As John D. Rockefeller said, “Attitude is everything!” These ideas can take your company’s attitude to the next level. Let’s get started!

Permission is needed from Lighthouse Consulting Services, LLC to reproduce any portion provided in this article. © 2014

Inspiration and Techniques for Building Championship-Level Performance – Lighthouse clients have one thing in common – all are committed to boosting the performance of their organizations. So, we are pleased to introduce our clients and friends to Boaz Rauchwerger — speaker, trainer, author and consultant. We highly recommend Boaz to you. Ask him to deliver one of his inspirational programs at your next executive retreat or strategic planning session.

One of our favorite Boaz programs is “Playing Like a Championship Team Every Day”. It helps you build on the strengths of everyone’s individual differences. This program helps you discover five steps to get everyone to join the building crew and resign from the wrecking crew. This is a very powerful and inspirational program that receives rave reviews every time.

• Master five techniques to inspire others to perform like champions
• Six recognition techniques including the powerful “good finder” program
• Learn four ways that your team can gain a competitive advantage
• Identify the three prerequisites for maximizing the team’s results
• Learn the two forms of keeping a daily score so everyone wins

Who is Boaz? Over a 30-year span, Boaz, author of The Tiberias Transformation – How To Change Your Life In Less Than 8 Minutes A Day, has conducted thousands of seminars internationally on goal setting and high achievement. He has taught over half a million people how to supercharge their lives, their careers and how to add Power to their goals. His innovative program, for individuals and corporations, is a simple and highly effective process for high achievement. He was voted Speaker of the Year by Vistage, an international organization of CEOs and business owners.  How to Contact Boaz – Want more information on Boaz’s Power Program, including “Playing Like a Championship Team Every Day”? Just click here and we’ll be in touch.

If you would like additional information on this topic or others, please contact your Human Resources department or Lighthouse Consulting Services LLC, 3130 Wilshire Blvd., Suite 550, Santa Monica, CA 90403, (310) 453-6556, dana@lighthouseconsulting.com & our website: www.lighthouseconsulting.com.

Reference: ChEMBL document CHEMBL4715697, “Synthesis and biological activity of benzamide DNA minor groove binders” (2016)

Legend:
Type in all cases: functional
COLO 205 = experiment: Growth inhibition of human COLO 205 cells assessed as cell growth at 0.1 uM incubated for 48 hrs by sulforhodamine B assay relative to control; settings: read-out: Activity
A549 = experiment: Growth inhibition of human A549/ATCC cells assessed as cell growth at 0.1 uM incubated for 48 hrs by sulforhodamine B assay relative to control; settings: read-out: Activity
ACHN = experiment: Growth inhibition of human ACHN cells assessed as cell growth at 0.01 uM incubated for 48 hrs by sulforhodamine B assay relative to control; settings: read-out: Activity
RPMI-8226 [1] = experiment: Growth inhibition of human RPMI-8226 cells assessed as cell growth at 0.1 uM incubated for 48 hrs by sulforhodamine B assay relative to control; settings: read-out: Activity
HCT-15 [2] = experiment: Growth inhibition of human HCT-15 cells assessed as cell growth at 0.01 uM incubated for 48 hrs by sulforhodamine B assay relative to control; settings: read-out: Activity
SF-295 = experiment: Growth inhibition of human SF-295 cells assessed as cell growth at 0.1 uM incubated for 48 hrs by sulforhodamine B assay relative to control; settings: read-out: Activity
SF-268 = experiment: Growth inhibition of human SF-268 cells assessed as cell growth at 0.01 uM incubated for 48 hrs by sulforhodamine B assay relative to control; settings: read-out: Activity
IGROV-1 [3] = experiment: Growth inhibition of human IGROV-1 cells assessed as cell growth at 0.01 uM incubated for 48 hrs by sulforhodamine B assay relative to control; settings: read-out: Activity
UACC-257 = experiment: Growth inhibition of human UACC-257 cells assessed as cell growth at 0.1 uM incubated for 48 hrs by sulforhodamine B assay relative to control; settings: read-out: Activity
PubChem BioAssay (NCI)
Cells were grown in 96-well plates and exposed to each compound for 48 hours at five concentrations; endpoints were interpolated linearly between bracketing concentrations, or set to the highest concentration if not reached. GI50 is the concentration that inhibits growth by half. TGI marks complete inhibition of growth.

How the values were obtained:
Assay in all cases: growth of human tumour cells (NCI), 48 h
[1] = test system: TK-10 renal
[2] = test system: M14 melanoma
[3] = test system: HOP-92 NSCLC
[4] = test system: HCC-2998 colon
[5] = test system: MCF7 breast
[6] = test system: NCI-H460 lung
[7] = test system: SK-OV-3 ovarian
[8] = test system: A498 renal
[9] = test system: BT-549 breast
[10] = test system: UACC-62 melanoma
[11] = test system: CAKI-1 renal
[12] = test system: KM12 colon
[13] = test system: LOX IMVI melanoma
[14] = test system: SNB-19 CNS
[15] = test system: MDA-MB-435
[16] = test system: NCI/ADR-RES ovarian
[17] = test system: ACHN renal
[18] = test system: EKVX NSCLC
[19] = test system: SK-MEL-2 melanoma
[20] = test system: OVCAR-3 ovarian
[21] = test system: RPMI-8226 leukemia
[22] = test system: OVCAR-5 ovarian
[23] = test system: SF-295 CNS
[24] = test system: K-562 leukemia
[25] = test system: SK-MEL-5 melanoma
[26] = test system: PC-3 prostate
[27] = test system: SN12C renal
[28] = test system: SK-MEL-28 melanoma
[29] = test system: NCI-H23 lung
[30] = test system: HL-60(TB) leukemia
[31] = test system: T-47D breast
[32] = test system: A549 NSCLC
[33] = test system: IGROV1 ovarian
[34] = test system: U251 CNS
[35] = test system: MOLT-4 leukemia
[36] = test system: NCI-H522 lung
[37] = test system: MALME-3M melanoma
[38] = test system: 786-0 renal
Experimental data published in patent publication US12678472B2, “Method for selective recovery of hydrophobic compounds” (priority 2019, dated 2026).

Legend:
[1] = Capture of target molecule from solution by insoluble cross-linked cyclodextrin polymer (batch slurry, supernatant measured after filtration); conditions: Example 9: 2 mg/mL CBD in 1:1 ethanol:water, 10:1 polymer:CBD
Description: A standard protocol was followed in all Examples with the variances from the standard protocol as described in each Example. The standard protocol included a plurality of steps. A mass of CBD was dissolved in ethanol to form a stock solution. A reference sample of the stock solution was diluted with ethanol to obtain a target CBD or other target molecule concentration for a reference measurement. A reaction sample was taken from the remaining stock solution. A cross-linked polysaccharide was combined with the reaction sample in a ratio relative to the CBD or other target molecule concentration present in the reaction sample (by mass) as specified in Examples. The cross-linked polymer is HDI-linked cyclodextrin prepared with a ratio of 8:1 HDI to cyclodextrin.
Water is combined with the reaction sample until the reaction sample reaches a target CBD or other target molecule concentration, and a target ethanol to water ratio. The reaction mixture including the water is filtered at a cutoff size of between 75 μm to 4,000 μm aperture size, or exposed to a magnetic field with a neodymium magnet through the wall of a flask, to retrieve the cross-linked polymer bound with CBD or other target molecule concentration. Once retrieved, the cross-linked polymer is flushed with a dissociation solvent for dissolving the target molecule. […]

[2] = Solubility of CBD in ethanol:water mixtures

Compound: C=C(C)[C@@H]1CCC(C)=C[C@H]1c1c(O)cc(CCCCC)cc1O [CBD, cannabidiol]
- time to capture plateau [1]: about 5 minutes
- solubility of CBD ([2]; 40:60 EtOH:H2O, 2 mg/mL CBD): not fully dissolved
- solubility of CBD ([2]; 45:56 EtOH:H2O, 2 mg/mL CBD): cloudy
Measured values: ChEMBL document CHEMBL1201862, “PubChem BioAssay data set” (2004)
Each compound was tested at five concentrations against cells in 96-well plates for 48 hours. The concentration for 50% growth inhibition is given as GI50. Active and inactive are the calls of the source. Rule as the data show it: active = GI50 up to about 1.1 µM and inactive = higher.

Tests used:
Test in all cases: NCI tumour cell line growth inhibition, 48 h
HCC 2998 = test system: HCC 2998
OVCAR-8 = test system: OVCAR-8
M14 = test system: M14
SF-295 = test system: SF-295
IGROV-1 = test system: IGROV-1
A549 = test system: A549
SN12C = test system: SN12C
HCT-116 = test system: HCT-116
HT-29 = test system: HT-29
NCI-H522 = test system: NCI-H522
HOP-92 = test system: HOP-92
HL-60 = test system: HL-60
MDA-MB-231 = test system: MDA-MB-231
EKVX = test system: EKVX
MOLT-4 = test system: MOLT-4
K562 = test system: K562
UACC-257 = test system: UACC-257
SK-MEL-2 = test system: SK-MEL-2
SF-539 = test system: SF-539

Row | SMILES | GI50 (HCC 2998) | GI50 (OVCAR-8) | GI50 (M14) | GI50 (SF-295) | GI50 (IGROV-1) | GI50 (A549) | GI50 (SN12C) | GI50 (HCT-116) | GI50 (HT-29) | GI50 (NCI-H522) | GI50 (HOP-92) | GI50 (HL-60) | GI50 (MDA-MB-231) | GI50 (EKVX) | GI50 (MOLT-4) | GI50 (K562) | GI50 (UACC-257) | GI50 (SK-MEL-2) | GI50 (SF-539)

Lighthouse Consulting Services, LLC provides a variety of services, including in-depth work style assessments for new hires & staff development, team building, interpersonal & communication training, career guidance & transition, conflict management, 360s, workshops, and executive & employee coaching. Other areas of expertise: Executive on boarding for success, leadership training for the 21st century, exploring global options for expanding your business, sales and customer service training and operational productivity improvement.

To order the books, “Cracking the Personality Code” and “Cracking the Business Code”, please go to www.lighthouseconsulting.com.

The Masks We Wear

By Ellen Borowka

Masks have long been a part of daily life. From the past when tribal dancers wore them to worship their gods, to the present where children wear them for special holidays like Halloween. Our ancestors used masks for a variety of reasons. Some were worn to portray spirits, gods or animals; and others were used to protect and guard against misfortune and disease. There were masks to maintain contact with the dead through burial rituals or in ancestor worship; tomask2 represent characters in theater; and to celebrate the change of seasons and festivals.

Masks in Everyday Life

We use masks in everyday life too. Usually not made of wood, clay or stone as in primitive times, but one that seems invisible though it too conceals our true nature. This mask is the image or facade we present to others. It is our false self that was developed in response to an unsafe and demanding environment. We have different reasons for using this type of mask. We may want to protect ourselves from getting hurt or rejected by others. We may want to become what others want us to be, in order to be accepted by them. Perhaps we feel no one would like or love who we truly are, so we hide our true self. Or we might not like ourselves so we try to pretend to be like someone else.